|Maksim Rudnev, PhD | Curriculm Vitae|
|Employer: University of Waterloo|
|Key interests: basic values, social perception, moral attitudes,
cross-cultural variability, complex SEM, mixture, and multilevel
|Peer-reviewed publications: 28|
|Teaching courses: Basic data analysis, Multilevel Regression, SEM|
I am a quantitative social scientist interested in human values and social perception, their cultural variability, and data science informed by psychometrics. I have an MA in psychology, a PhD in sociology, and a substantial training in statistics and psychometrics. I have lived and worked in three countries and have taught methods at various levels.
I am intrigued by how people develop their values and worldviews across various countries and cultures. I believe this mystery can be unraveled through various scientific methods which I take very seriously. This belief shapes my dual-focused research interest: understanding the substance of cultural (in)variability and the methods intrinsically linked to cross-cultural inference.
For over a decade I have been studying basic human values in Russia and other countries. Specifically, we’ve demonstrated that, contrary to a popular belief, Russians are not predominantly collectivists but pretty much the opposite – their average level of self-focused values (self-enhancement) is notably high. However, this doesn’t imply that all Russians, or the populations of other countries, are all the same. As highlighted in another study, people share very different values and their country of residence is merely one of many factors affecting their values. Moreover, individuals can adjust their values based on their cultural environment. Interestingly, not just the importance of values differs across cultures, but also the relations between values – For example, in less affluent countries, self-transcendence (altruistic) values closely align with conservation (tradition and security) values, whereas in wealthier countries, these values are quite independent.
Overall, values are integral component of human personality and correlate with important behaviours such as alcohol consumption and political participation as well as crucial attitudes. I’ve delved into one of the latter – justifiability of euthanasia, and demonstrated that it was particularly close to its underlying values of autonomy and (lack of) religiosity but at the same time prone to change.
While personal values can be seen as a perception of self, more recently, I got interested in social perception of others. In this new line of research, we already demonstrated that perception of older adults’ status has a solid economic background but at the same time is attenuated by culture: country’s communist past and Muslim background. In an upcoming paper we reveal that the extent to which someone is deemed wise comprises two universal dimensions (reflective and socio-emotional). Interestingly, while participants from various cultures acknowledged their shortcomings in using logic and tendency to think, they largely viewed themselves as exceptionally astute in socio-emotional awareness.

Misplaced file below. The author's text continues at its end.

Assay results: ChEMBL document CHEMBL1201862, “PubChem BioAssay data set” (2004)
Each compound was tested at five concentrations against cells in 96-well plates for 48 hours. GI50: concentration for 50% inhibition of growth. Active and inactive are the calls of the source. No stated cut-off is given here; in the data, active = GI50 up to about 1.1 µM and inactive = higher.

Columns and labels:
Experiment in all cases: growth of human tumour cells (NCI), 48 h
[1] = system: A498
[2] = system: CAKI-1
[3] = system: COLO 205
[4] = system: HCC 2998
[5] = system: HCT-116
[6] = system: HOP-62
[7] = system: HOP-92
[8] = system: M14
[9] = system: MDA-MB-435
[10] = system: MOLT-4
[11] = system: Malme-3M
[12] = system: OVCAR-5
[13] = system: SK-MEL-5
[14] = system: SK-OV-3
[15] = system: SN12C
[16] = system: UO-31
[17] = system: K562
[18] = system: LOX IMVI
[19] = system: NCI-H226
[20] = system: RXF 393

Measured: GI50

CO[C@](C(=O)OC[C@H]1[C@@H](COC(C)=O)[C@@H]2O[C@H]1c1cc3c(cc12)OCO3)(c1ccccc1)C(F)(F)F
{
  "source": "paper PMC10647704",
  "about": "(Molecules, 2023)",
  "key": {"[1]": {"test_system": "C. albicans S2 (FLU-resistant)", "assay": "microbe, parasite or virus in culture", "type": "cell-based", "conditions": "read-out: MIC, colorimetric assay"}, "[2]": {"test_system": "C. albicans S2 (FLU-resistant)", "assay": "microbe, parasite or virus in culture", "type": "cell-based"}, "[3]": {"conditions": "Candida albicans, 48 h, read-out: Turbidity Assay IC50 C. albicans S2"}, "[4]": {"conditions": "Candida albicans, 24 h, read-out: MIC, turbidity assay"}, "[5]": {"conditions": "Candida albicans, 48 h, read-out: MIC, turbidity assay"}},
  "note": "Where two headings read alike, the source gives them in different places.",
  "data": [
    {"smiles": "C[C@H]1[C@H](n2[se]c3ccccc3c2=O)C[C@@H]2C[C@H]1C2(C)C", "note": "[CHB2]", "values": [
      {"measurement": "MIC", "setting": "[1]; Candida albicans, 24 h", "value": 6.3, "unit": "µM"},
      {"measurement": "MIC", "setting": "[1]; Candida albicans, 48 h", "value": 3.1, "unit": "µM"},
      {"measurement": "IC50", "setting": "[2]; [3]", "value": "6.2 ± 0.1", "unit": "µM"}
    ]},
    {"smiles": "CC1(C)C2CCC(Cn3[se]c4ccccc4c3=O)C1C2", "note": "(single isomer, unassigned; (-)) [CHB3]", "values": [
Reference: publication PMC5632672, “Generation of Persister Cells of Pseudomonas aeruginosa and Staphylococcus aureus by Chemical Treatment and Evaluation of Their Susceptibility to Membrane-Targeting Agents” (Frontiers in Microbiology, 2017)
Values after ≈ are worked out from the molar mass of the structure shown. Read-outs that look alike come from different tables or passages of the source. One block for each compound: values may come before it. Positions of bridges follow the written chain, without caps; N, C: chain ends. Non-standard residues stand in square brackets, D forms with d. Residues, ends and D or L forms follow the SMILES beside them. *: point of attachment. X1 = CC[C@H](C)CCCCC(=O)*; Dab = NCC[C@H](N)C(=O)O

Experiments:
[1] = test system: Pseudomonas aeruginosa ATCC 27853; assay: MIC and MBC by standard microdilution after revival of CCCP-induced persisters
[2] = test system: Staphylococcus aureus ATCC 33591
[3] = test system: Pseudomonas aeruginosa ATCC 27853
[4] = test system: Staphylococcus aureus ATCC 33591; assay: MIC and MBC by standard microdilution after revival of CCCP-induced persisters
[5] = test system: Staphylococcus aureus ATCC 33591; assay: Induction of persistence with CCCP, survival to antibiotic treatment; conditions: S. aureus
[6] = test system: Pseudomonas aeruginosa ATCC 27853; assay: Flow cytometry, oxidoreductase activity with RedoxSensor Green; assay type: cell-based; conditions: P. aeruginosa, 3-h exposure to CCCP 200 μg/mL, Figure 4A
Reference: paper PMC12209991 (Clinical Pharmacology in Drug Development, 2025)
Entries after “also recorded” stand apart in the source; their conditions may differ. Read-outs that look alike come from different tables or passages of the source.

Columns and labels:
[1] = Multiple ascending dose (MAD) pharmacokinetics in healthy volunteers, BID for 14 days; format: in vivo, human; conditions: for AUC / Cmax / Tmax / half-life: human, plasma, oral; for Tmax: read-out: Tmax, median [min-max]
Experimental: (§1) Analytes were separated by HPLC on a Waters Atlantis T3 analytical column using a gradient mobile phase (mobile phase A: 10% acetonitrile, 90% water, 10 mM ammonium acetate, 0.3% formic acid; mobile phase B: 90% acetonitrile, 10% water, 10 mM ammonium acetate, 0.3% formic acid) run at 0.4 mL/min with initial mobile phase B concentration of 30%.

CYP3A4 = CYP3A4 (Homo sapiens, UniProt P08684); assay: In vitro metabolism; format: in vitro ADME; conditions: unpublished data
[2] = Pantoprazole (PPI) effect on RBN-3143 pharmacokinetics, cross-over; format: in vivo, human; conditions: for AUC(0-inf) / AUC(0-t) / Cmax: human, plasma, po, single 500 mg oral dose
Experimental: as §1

At the moment, I’m investigating the ways to measure human wisdom and intellectual humility. In addition, I pursue my interest in basic values, and currently look into value dynamics using both survey data and social media users activity.
Methods of cross-cultural inquiry
As a critical user of social science methods I often make a special effort to make sure my conclusions are reliable. When studying values, I’ve investigated the overlap between different approaches and evaluated the necessity of the commonly applied procedure called ipsatization. When examining attitudes towards euthanasia, I was curious about the potential biases introduced by popular single-item measures of justifiability. My dedication to cross-cultural studies converged in my keen interest in measurement invariance. I’ve explored the application of measurement invariance techniques to second-order factor models,the quantification and visualization of non-invariance across groups,introduced the notion of stratified (or clustered) invariance, and pondered the ways of testing invariance in the latent class models. I’ve also applied a number of the cutting-edge methods of testing measurement invariance in the context of well-being [a, b], moral vitalism, moral expansiveness, religiosity [a,b], and COVID anxiety.
Currently, I am involved in several methodological projects. First is aimed to improve understanding and document the best practices of measurement invariance methods. Second, I am developing an R package MIE featuring a method for identifying clusters of invariant groups in a network-like representation. Finally, with a group of collaborators, I work towards reframing measurement invariance framework in terms of possibilities for an applied researcher.
🇺🇦 I condemn Russia’s aggression against Ukraine.